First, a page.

Presuming that an investor knows that an exchange must be established before closing on the replacement property, an investor must also consider how the investor intends to fund the acquisition of the replacement property as the funds from the sale of the relinquished property won’t be available. Many investors presume that conventional financing may be used to fund any portion of the purchase price over their required down payment. However, some investors may fail to consider the fact that the replacement property which will secure such financing will, in many cases, be parked with and owned by the EAT during the exchange period and fail to alert their lender to this fact when arranging financing. If this fact is not disclosed or considered until shortly before closing, it is likely that the financing needed to close the transaction may not be available as some lenders will not agree to finance the transaction if structured in this manner.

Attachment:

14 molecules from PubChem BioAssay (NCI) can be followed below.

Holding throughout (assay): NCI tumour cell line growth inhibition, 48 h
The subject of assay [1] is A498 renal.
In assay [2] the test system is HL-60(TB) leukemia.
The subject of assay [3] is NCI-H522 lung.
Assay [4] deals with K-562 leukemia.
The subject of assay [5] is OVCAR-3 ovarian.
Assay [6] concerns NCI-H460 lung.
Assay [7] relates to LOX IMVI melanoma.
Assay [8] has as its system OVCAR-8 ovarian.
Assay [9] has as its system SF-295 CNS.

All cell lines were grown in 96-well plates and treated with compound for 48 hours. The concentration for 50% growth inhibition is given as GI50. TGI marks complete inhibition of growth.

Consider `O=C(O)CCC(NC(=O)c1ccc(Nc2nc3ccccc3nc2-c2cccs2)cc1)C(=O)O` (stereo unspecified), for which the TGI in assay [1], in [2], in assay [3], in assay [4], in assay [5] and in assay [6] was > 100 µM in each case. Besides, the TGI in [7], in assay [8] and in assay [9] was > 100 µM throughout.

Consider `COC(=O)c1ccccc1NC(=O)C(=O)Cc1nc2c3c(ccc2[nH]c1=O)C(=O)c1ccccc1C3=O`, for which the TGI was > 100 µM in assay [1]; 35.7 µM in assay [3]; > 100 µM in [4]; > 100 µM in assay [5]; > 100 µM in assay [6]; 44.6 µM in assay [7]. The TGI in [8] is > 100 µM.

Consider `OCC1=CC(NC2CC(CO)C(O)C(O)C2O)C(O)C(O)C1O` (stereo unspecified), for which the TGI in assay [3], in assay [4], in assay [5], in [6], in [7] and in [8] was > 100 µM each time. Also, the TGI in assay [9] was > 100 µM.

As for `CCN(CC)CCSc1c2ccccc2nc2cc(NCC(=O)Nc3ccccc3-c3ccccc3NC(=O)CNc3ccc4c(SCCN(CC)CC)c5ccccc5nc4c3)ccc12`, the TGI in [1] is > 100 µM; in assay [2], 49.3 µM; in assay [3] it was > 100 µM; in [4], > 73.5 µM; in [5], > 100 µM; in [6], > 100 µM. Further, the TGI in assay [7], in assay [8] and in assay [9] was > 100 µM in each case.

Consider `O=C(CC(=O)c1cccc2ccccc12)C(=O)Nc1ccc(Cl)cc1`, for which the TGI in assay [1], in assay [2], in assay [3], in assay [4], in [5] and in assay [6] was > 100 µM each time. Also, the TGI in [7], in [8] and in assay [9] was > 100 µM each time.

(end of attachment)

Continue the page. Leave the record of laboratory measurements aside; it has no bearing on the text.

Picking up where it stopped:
As indicated above, in a reverse exchange, either the relinquished property or the replacement property must be parked with the EAT. There are many factors that should be considered when determining which property should be “parked”. These factors may include whether the relinquished property is 100% owned by the investor, whether there is a mortgage securing the relinquished property which contains a due on sale clause, the value of the relinquished property versus the replacement property as the higher the value the greater related costs may be and the amount of equity the investor has available without financing to use to purchase the replacement property. This last consideration is many times the most significant in determining which property to park. If, for example, the investor’s relinquished property is expected to sell for approximately $5 million and the investor has no mortgage debt on the property, the investor is required to have approximately $5 million of equity invested in its replacement property on the date the investor acquires title to the replacement property to satisfy §1031’s requirements for full tax deferral. Many times an investor is planning on using considerable financing to purchase the replacement property. However, what the investor does not often realize is that doing so will result in the investor being unable to 100% defer capital gain taxes. For example, if the above investor acquires title to its replacement property with $4.5 million in financing and only $500,000 in equity, the result will be that the investor will incur $4.5 million in what is known as “cash boot” (cash proceeds not reinvested in like-kind property), all of which will be potentially taxable up to the amount of the gain. Parking the replacement property is necessitated in the above scenario and many other cases where an investor desires to perform a reverse exchange and needs financing. If the replacement property in the above example is parked with the EAT with $4.5 million of financing in place, the investor may still perform a fully deferred exchange. This is the case because whether the investor has invested sufficient equity in the replacement property to satisfy the exchange equation is not measured until the investor actually receives title to the replacement property. The amount of equity/debt in the property when the EAT holds title is irrelevant to satisfying the exchange requirements and fully deferring one’s taxes. Thus, the EAT may take title to the replacement property with $4.5 million mortgage encumbering it on behalf of the investor and retain such property until the investor has sold the relinquished property, presuming this occurs within the 180 day “safe harbor” period. When the relinquished property is sold, the $5 million (or more precisely, $5 million less exchange expenses) sales proceeds is paid to the EAT. The EAT uses these proceeds to first pay off the $4.5 million debt in full. Any remaining funds are given to the investor in repayment of the original equity the investor funded for the purchase of the replacement property. Upon repayment of the mortgage debt, the equity in the replacement property is increased to $5 million and the replacement property is then transferred to the investor. Since on the date that the investor acquires title to the replacement property, the investor has $5 million of equity in the property, the investor will have performed a 100% deferred exchange. Thus, by parking the replacement property with the EAT, it becomes possible to use bridge financing to acquire the replacement property without the investor incurring taxable boot.